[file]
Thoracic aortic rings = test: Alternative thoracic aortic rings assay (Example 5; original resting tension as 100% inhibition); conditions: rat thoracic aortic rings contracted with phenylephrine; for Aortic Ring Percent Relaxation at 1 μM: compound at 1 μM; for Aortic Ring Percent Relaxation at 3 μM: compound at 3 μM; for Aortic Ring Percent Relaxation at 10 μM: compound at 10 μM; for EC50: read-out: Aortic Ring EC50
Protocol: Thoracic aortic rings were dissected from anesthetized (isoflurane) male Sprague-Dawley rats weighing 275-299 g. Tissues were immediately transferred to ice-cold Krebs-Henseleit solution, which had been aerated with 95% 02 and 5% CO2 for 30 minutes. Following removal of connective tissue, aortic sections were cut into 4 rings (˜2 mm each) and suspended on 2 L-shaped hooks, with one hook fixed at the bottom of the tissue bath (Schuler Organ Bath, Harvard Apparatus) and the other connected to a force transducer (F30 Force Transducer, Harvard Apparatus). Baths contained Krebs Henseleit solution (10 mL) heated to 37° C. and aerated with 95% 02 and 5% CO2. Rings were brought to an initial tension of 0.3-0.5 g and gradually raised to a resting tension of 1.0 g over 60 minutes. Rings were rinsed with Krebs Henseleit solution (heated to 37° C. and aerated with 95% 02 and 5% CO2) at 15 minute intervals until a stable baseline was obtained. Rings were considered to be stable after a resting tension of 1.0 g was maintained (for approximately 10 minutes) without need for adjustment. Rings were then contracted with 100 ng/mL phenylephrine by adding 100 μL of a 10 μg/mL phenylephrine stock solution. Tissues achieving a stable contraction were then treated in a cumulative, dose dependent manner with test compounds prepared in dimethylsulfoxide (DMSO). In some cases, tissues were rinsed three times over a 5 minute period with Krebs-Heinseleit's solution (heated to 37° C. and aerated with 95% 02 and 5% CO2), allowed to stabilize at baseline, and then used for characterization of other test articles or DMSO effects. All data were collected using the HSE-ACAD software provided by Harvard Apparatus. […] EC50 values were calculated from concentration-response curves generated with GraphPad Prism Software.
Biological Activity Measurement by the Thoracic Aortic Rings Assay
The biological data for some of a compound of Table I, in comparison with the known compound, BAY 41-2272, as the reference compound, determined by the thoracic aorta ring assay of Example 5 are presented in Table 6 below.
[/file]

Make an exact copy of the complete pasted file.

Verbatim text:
Thoracic aortic rings = test: Alternative thoracic aortic rings assay (Example 5; original resting tension as 100% inhibition); conditions: rat thoracic aortic rings contracted with phenylephrine; for Aortic Ring Percent Relaxation at 1 μM: compound at 1 μM; for Aortic Ring Percent Relaxation at 3 μM: compound at 3 μM; for Aortic Ring Percent Relaxation at 10 μM: compound at 10 μM; for EC50: read-out: Aortic Ring EC50
Protocol: Thoracic aortic rings were dissected from anesthetized (isoflurane) male Sprague-Dawley rats weighing 275-299 g. Tissues were immediately transferred to ice-cold Krebs-Henseleit solution, which had been aerated with 95% 02 and 5% CO2 for 30 minutes. Following removal of connective tissue, aortic sections were cut into 4 rings (˜2 mm each) and suspended on 2 L-shaped hooks, with one hook fixed at the bottom of the tissue bath (Schuler Organ Bath, Harvard Apparatus) and the other connected to a force transducer (F30 Force Transducer, Harvard Apparatus). Baths contained Krebs Henseleit solution (10 mL) heated to 37° C. and aerated with 95% 02 and 5% CO2. Rings were brought to an initial tension of 0.3-0.5 g and gradually raised to a resting tension of 1.0 g over 60 minutes. Rings were rinsed with Krebs Henseleit solution (heated to 37° C. and aerated with 95% 02 and 5% CO2) at 15 minute intervals until a stable baseline was obtained. Rings were considered to be stable after a resting tension of 1.0 g was maintained (for approximately 10 minutes) without need for adjustment. Rings were then contracted with 100 ng/mL phenylephrine by adding 100 μL of a 10 μg/mL phenylephrine stock solution. Tissues achieving a stable contraction were then treated in a cumulative, dose dependent manner with test compounds prepared in dimethylsulfoxide (DMSO). In some cases, tissues were rinsed three times over a 5 minute period with Krebs-Heinseleit's solution (heated to 37° C. and aerated with 95% 02 and 5% CO2), allowed to stabilize at baseline, and then used for characterization of other test articles or DMSO effects. All data were collected using the HSE-ACAD software provided by Harvard Apparatus. […] EC50 values were calculated from concentration-response curves generated with GraphPad Prism Software.
Biological Activity Measurement by the Thoracic Aortic Rings Assay
The biological data for some of a compound of Table I, in comparison with the known compound, BAY 41-2272, as the reference compound, determined by the thoracic aorta ring assay of Example 5 are presented in Table 6 below.